Are you scared to face your financial situation? Avoiding getting professional help because you’re worried that a financial planning professional might judge you or that you’ll be embarrassed or ashamed of what they find?
That’s a pretty common feeling, actually. And what I find usually happens is that something BIG comes along — a new job, a new marriage, a new baby — that forces the issue. At that point, people have to start to ask themselves: Is remaining ignorant (and anxious) more important than facing the truth?
One of my clients — we’ll call him P. — had this exact Money Moment, and agreed to share his experience with us.
Tell us a little bit about yourself.
My wife and I have been in the Pacific Northwest for a decade now. We’re in our mid-30’s, and like many Seattle-area people our age, we’re into the Seahawks and Sounders, piling our dogs into the Subaru and going for a hike, eating local, telling out-of-town friends we listened to Macklemore before he was famous, and complaining about traffic and rent prices… but we absolutely love it here.
What was your money moment?
We had both recently changed jobs, managed to buy our first house together (after dealing with the emotional roller coaster of losing out in previous multiple offer situations), and were ready to try to start a family. Even though we weren’t ready to say out loud that we were trying — we knew it was time to talk to a financial planning professional and wrap our heads around our money situation.
Did you have any fears or hesitations about meeting with a financial planner?
My main hesitation was anxiety about seeing what our financial situation actually was, and also wondering if financial planning would be ‘worth it’ in terms of actionable advice. We’re glad that we powered through those hesitations though, because understanding our financial situation was a lot less anxiety-provoking than worrying about the unknown, and because the guidance that we received was both actionable (e.g., immediate action items), and do-able (longer term things that were practical and simple enough for us to put into practice).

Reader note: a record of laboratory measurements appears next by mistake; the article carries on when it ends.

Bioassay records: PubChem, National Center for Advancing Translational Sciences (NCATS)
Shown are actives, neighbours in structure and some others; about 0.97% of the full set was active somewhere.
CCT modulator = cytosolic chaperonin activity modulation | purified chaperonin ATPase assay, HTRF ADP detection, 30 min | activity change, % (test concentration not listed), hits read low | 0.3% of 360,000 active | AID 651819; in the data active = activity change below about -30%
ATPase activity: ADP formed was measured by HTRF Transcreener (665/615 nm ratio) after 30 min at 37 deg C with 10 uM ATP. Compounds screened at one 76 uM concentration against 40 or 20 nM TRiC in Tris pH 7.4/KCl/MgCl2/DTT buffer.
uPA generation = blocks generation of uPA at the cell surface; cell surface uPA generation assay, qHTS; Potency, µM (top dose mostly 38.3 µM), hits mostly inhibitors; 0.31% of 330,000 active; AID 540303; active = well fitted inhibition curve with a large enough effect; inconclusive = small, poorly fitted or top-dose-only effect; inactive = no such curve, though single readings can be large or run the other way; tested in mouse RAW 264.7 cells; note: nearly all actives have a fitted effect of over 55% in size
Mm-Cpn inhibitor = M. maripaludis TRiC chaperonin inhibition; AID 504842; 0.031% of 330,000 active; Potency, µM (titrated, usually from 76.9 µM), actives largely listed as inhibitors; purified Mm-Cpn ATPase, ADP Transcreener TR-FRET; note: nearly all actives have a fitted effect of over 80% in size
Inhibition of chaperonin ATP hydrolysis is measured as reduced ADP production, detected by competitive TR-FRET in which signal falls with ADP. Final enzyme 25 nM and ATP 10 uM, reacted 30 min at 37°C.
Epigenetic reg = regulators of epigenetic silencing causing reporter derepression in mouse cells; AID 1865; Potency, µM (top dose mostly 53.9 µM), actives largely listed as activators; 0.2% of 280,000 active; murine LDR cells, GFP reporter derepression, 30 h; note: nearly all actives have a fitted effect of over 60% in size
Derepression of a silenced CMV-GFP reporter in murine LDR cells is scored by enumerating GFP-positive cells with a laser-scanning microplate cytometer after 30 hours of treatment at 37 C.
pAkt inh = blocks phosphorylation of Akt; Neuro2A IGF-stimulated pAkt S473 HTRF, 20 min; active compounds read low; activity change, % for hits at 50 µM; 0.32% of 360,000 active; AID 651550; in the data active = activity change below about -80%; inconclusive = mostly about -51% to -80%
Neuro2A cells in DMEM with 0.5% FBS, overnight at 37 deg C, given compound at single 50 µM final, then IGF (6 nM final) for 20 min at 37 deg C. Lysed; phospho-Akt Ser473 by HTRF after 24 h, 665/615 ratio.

We actually found out that we were expecting not long after we met with Mindy, and felt much more prepared and in control by the time our son was born.
What was your money mindset before?
I would characterize our money mindset as “avoidant.” Not that we avoided money — but that we avoided thinking about it! We’re both healthcare professionals, which meant many years spent in training while picking up very little advice about managing money in our careers.
Having a baby thrust us into #adulting, and we knew we had to plan to save for different things than what we’d been spending money on before: diapers and daycare, cribs and college, holy crap we should probably stop being avoidant! A big part of preparing for his future and ours was wanting to purposefully get on top of our finances.
What’s the biggest lesson, takeaway, or aha moment you got from this experience?
It’s also not that much work, as long as you’re willing to do some homework, come up with a plan, and stick to it — and get good professional financial planning advice. We wouldn’t trust our baby’s health, care, or well-being to just anyone who wasn’t trained to do this for a living, and it was good to think of our finances in the same way.
Good professional advice not only helped us develop an overall plan, but also answered very specific questions on which we’d otherwise be winging it (what to do about our multiple 401Ks, paying off loans vs. investing, how to think about stocks and mutual funds in this current market environment, etc).
What would you most like people to know about money?
That it’s entirely within your control.
Here’s an oversimplified analogy: one of our dogs used to be a little on the chunky side, which was both mortifying and motivating when we realized it, since we were 100% in control of everything this dog eats and how much exercise she gets. It just took some planning, and willpower (hard to say no to those begging puppy-dog eyes!) to get back to a happy and healthy desired result. Managing money is kinda like that. If you put in the time to plan and the work to execute the plan, you’ll see great results.
Have you had a “Money Moment” that taught you something about money, yourself, or your money mindset? I’d love to hear about it — and you could be featured on this blog! Click here to fill out our form to be considered.